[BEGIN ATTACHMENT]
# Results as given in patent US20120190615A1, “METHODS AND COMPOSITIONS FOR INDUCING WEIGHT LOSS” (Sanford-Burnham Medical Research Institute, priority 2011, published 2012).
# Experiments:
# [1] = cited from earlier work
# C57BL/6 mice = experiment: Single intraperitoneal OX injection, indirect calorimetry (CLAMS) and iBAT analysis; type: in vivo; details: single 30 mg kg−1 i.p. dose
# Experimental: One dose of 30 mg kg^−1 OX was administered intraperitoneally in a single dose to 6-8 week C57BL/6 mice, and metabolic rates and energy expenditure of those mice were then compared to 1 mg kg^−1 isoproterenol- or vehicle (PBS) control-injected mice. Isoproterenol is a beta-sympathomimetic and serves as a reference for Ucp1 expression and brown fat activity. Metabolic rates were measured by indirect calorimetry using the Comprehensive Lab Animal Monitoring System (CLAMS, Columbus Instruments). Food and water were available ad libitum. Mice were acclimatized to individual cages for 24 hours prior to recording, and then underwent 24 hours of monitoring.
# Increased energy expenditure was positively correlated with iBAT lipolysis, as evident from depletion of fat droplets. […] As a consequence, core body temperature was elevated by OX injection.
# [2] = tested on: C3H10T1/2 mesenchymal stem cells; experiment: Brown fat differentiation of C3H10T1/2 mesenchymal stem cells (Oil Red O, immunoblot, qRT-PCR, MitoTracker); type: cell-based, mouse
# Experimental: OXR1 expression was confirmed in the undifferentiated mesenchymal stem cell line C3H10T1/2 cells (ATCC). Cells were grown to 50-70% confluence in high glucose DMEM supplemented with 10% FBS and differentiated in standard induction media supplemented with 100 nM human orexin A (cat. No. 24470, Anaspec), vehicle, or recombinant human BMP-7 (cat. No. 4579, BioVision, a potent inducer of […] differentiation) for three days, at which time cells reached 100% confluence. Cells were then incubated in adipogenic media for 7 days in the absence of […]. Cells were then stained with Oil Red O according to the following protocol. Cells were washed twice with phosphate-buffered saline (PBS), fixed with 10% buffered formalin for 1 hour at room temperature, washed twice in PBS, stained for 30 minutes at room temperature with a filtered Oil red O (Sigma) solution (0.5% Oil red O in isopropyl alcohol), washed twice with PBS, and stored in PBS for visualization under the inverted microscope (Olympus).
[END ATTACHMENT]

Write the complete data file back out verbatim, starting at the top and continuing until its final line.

# Results as given in patent US20120190615A1, “METHODS AND COMPOSITIONS FOR INDUCING WEIGHT LOSS” (Sanford-Burnham Medical Research Institute, priority 2011, published 2012).
# Experiments:
# [1] = cited from earlier work
# C57BL/6 mice = experiment: Single intraperitoneal OX injection, indirect calorimetry (CLAMS) and iBAT analysis; type: in vivo; details: single 30 mg kg−1 i.p. dose
# Experimental: One dose of 30 mg kg^−1 OX was administered intraperitoneally in a single dose to 6-8 week C57BL/6 mice, and metabolic rates and energy expenditure of those mice were then compared to 1 mg kg^−1 isoproterenol- or vehicle (PBS) control-injected mice. Isoproterenol is a beta-sympathomimetic and serves as a reference for Ucp1 expression and brown fat activity. Metabolic rates were measured by indirect calorimetry using the Comprehensive Lab Animal Monitoring System (CLAMS, Columbus Instruments). Food and water were available ad libitum. Mice were acclimatized to individual cages for 24 hours prior to recording, and then underwent 24 hours of monitoring.
# Increased energy expenditure was positively correlated with iBAT lipolysis, as evident from depletion of fat droplets. […] As a consequence, core body temperature was elevated by OX injection.
# [2] = tested on: C3H10T1/2 mesenchymal stem cells; experiment: Brown fat differentiation of C3H10T1/2 mesenchymal stem cells (Oil Red O, immunoblot, qRT-PCR, MitoTracker); type: cell-based, mouse
# Experimental: OXR1 expression was confirmed in the undifferentiated mesenchymal stem cell line C3H10T1/2 cells (ATCC). Cells were grown to 50-70% confluence in high glucose DMEM supplemented with 10% FBS and differentiated in standard induction media supplemented with 100 nM human orexin A (cat. No. 24470, Anaspec), vehicle, or recombinant human BMP-7 (cat. No. 4579, BioVision, a potent inducer of […] differentiation) for three days, at which time cells reached 100% confluence. Cells were then incubated in adipogenic media for 7 days in the absence of […]. Cells were then stained with Oil Red O according to the following protocol. Cells were washed twice with phosphate-buffered saline (PBS), fixed with 10% buffered formalin for 1 hour at room temperature, washed twice in PBS, stained for 30 minutes at room temperature with a filtered Oil red O (Sigma) solution (0.5% Oil red O in isopropyl alcohol), washed twice with PBS, and stored in PBS for visualization under the inverted microscope (Olympus).